The door underwater cannot be too far away.  Even weighted down with equipment, your party still moves with agonizing slowness.  You can't tell each other to hurry up.  They can't hear you, and it would waste precious energy.  Slow is smooth, smooth is fast.  Keep the animal mind under control.  Don't breathe out.  It wastes precious Oxygen.  You do know you're losing that, too when you breathe out underwater, right?  Hopefully, all your people know that.  And no one goes feral.

If they do, you have to waste even *more* precious energy and breath fighting them as you fight the damned door at the same time.  Objects under pressure like that move S - L - O - W - L - Y.  There'd better be water on the other side, otherwise that damned door might as well be welded shut.  

Then you have to get through the door.  The animal mind is close to panicking at this point.  No air.  One at a time, people go through.  No.  Air.  Traces of madness can be seen in other people's eyes.  Yours too.  NO.  AIR.  You're going through.  The other side.  WHERE'S THE FRACKIN' SURFACE?!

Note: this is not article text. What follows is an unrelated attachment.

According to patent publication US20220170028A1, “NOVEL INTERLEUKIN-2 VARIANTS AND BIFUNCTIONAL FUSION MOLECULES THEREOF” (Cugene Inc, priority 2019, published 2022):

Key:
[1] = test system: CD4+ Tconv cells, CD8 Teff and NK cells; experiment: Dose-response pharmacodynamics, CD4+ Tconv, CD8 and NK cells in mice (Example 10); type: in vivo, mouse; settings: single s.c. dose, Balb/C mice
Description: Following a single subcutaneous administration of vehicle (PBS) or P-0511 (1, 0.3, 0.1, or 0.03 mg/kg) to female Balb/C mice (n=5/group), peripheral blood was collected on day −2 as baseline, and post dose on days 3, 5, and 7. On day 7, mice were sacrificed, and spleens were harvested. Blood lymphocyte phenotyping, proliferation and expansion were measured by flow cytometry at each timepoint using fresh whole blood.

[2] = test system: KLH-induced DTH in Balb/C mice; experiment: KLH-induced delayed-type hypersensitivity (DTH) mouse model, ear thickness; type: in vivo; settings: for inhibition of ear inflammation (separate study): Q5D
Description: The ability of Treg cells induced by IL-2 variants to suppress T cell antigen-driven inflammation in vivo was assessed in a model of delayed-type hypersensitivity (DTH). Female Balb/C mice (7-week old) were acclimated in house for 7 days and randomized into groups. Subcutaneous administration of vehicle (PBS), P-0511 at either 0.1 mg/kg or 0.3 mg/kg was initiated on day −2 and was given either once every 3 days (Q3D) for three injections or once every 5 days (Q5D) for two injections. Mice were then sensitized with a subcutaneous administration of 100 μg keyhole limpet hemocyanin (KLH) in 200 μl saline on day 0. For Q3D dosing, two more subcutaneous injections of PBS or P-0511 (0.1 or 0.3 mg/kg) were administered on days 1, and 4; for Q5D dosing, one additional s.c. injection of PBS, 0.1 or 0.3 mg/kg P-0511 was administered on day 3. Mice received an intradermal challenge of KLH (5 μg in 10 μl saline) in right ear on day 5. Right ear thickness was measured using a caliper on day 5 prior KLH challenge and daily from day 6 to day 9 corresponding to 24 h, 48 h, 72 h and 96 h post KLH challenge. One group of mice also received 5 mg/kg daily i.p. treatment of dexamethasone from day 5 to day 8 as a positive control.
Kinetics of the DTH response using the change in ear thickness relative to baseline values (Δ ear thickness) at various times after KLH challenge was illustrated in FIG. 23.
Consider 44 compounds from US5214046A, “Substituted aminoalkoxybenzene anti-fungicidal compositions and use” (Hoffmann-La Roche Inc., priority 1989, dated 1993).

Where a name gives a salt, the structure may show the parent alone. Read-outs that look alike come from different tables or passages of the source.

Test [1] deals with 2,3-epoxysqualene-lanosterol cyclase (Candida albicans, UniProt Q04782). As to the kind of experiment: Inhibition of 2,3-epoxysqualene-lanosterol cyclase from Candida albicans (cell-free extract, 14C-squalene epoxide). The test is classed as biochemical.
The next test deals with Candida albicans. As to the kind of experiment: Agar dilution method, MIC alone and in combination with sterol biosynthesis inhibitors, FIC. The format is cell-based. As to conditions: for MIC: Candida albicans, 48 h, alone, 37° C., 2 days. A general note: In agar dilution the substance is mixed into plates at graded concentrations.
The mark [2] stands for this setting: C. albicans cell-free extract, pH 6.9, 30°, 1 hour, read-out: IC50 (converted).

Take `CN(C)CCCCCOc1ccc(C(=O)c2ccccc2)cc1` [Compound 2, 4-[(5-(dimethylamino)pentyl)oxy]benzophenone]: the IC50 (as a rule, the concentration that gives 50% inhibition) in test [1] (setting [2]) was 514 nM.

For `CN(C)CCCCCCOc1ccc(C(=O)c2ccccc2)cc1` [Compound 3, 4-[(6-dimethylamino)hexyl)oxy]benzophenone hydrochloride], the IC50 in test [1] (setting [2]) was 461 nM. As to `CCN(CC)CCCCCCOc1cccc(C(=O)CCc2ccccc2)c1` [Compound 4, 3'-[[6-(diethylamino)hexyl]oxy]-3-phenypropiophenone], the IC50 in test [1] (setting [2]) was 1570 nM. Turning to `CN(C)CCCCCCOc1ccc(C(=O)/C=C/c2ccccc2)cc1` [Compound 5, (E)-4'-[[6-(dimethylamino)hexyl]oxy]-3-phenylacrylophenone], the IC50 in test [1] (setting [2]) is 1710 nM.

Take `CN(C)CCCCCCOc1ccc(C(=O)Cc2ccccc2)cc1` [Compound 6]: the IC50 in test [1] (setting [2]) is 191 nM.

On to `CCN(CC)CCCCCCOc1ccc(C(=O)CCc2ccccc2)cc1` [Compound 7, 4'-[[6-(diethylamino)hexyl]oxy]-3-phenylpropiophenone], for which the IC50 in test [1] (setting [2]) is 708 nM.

Nice! Loved reading through that!
fknmz Wrote:
MrNobodyisHome Wrote: I am writing a scene that is supposed to be an intense, hold your breath scenario in which the characters have to swim to a hidden door at the bottom of a body of water before it electrifies in under 30 seconds.

The problem is that I feel like my vocabulary is limited, so I'm repeating a lot of basic words (maybe because of my writing ability or lack of swimming experience).

So any words to better describe the feeling of being underwater or at least some tips to help visualize better?


I want to note that the premise is very time-dependant. Your characters have 30 seconds. That means you're trying to build tension. Tension is often better when there's less to describe. Describing too much might make those 30 seconds feel longer than they should (unless you're going for that).


Yeah, I've noticed that, too upon writing. I have to determine if I want it to feel longer than it actually is. Noted!